Light Pollution: The Link to Air Pollution

Bright city lights impede our view of the starry sky and can be a nuisance for people who live close to brightly lit billboards and street lights.  Too much light at night can also harm wildlife, affect human health and worsen air pollution.  Will light pollution be our next environmental crisis?

In honor of Earth Day on Friday, April 22nd, KCET’s SoCal Connected will air an entire episode focusing on environmental issues.  The episode debuts Thursday, April 21st at 9:00 pm Pacific Time.  Nationwide you can view the full episode on KCET.org beginning April 22nd.  In addition to taking a look at how light pollution actually makes our air worse, SoCal Connected will also report on pesticide-free hydroponic tomatoes and the Los Angeles parks commission’s plan to sell advertising space in city parks.

Watch the trailer:

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SO CAL CONNECTED INVESTIGATES THE IMPACT OF LIGHT POLLUTION IN AN ALL NEW EPISODE FOCUSING ON THE ENVIRONMENT AIRING APRIL 21 AT 9:00 PM

Los Angeles – April 18, 2011 – This week, as the country celebrates Earth Day, SoCal Connected takes a look at how light pollution actually makes our air worse.

Correspondent Judy Muller speaks with the author of a new study by the National Oceanic Atmospheric Administration that shows how bright lights prevent an important molecule, which only works in darkness, from scrubbing ozone from the air.  That makes smog worse.  So, in effect, our light pollution is aggravating our air pollution.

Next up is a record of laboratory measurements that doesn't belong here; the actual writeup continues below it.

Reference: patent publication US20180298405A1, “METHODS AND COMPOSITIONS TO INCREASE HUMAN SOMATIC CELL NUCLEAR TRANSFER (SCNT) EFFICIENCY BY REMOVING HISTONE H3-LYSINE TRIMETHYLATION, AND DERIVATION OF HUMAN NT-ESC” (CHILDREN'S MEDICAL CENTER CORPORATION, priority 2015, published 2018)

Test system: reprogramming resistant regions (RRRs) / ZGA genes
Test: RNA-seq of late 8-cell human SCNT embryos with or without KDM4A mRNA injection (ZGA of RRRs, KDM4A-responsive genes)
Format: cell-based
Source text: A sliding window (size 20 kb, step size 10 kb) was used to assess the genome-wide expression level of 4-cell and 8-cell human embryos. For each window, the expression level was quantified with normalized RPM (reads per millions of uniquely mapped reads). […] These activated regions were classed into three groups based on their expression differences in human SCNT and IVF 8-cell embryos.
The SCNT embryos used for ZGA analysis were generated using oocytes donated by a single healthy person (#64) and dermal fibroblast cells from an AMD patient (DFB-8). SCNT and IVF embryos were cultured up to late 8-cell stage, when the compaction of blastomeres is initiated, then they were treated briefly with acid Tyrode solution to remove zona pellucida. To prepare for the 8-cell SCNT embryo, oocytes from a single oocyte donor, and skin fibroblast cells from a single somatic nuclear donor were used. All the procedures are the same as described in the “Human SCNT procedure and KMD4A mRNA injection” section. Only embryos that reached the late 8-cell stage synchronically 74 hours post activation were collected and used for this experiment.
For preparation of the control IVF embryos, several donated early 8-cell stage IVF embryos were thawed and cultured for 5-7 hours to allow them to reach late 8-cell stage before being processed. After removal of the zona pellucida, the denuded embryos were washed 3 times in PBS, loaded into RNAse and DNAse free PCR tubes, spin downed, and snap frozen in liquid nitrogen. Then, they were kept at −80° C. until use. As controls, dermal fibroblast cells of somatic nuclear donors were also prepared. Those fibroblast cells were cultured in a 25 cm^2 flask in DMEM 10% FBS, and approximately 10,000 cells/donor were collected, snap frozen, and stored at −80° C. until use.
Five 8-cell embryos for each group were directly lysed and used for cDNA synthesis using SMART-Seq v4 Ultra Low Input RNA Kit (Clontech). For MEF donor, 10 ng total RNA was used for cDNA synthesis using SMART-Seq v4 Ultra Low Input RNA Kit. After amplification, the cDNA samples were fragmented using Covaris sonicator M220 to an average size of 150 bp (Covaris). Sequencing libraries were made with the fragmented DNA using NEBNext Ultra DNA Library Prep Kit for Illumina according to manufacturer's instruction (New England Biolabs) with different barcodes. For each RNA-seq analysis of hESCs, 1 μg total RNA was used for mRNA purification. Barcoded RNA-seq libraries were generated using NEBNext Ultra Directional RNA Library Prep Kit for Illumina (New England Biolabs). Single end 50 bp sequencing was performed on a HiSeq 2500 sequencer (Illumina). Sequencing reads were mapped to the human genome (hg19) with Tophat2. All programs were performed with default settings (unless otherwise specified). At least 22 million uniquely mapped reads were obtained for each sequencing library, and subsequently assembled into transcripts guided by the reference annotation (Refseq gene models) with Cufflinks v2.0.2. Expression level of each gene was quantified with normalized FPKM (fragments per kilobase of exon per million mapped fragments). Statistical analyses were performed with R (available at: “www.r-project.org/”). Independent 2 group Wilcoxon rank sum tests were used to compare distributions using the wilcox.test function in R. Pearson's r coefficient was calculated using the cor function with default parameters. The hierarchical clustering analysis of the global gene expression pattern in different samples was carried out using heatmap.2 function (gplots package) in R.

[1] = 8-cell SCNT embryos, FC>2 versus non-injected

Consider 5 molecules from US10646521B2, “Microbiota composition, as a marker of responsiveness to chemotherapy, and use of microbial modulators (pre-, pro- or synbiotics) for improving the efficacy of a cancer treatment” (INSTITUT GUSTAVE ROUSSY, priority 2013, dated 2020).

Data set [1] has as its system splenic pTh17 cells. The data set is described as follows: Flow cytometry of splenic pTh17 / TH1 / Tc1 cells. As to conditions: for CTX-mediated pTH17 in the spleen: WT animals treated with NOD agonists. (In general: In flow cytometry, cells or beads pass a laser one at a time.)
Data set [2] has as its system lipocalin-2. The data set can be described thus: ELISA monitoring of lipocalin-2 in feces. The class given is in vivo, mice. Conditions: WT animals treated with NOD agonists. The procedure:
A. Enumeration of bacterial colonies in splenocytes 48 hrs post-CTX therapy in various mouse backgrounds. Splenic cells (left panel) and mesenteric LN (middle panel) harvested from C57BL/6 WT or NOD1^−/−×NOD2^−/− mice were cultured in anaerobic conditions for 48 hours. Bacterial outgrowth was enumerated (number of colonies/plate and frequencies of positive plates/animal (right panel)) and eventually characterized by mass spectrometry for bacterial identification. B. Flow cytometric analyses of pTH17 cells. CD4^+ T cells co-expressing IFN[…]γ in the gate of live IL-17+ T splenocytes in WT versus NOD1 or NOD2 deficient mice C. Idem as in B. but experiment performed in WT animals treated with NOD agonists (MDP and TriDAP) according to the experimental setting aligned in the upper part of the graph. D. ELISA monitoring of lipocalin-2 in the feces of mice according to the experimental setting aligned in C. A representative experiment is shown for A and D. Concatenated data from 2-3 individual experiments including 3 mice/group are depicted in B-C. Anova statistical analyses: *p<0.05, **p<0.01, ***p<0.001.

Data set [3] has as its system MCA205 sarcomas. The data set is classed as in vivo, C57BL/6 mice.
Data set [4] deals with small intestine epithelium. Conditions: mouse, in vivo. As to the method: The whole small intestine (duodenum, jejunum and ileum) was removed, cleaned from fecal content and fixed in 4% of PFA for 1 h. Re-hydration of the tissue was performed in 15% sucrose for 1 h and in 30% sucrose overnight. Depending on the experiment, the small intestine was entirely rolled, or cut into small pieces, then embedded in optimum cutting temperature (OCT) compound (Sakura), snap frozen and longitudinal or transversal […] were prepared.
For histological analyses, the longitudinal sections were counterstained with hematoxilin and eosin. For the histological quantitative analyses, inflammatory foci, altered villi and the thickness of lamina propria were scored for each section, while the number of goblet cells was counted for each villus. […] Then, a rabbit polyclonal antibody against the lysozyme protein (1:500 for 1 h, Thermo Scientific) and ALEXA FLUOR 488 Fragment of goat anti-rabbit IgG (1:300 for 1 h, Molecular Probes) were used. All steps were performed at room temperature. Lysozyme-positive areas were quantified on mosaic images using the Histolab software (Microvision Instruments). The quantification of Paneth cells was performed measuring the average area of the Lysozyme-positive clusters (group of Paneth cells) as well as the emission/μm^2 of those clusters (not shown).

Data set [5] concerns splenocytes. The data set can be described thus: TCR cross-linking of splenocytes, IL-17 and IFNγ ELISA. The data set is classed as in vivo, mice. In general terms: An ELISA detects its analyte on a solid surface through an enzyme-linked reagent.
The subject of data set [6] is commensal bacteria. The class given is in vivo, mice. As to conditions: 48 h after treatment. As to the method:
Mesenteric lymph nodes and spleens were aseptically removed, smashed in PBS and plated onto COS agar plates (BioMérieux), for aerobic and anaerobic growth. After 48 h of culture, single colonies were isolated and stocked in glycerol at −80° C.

Proposed developments in downtown Los Angeles – the NFL Stadium and the two skyscrapers covered in billboards at Wilshire and Grand – will intensify the brightness of the night sky.  Muller asks city officials about their backing of the new projects.

Los Angeles Night - Sunset BlvdAnother study shows that a staggering 99% of all Americans never see a truly dark sky. And the increasing urbanization of the entire earth is obscuring our view of the universe.

Also in this special report on the environment, Brian Rooney updates his investigation of a Los Angeles parks commission plan to sell advertising space in city parks.

And SoCal Connected Anchor Val Zavala visits a state-of-the-art greenhouse farming operation that grows pesticide -free tomatoes in liquids.

Online at http://www.kcet.org/shows/socal_connected you will find additional resources and episodes available on-demand.

“Bright Lights, Big City” is reported by Judy Muller and produced by Karen Foshay.  “ Show Me the Money– Parks for Sale” update” is reported by Brian Rooney and produced by Karen Foshay.  “Tomato Futures” is reported and produced by Val Zavala. Executive Producer of SoCal Connected is Bret Marcus. Co-Executive Producer is Justine Schmidt. The anchor is Val Zavala.

The all-new episode airs Thursday, April 21 at 9:00 p.m.

SoCal Connected, winner of the Peabody and duPont-Columbia awards, 11 Emmy® Awards, 15 Golden Mikes, 18 LA Press Club Awards, the Edward R. Murrow Award for Best News Documentary and Los Angeles Magazine’s “Best New Local TV Program” of 2009, airs Thursdays (9:00 – 9:30 p.m.) with encores on Fridays (8:30 – 9:00 p.m.), Saturdays (6:00 – 6:30 p.m.), and Sundays (6:30 – 7:00 p.m.) exclusively on KCET. For more information, to view episodes online or to post comments, please visit http://www.kcet.org/socalconnected.

SoCal Connected is made possible through the generous support of The Ahmanson Foundation, serving the Los Angeles community since 1952; Jim and Anne Rothenberg; The Maddocks-Brown Foundation; The Elizabeth Hofert-Dailey Trust; The John Randolph Haynes & Dora Haynes Foundation; Akaloa Resource Foundation, The City of Los Angeles Department of Cultural Affairs, The California Endowment, UCLA and U.S. Bank.

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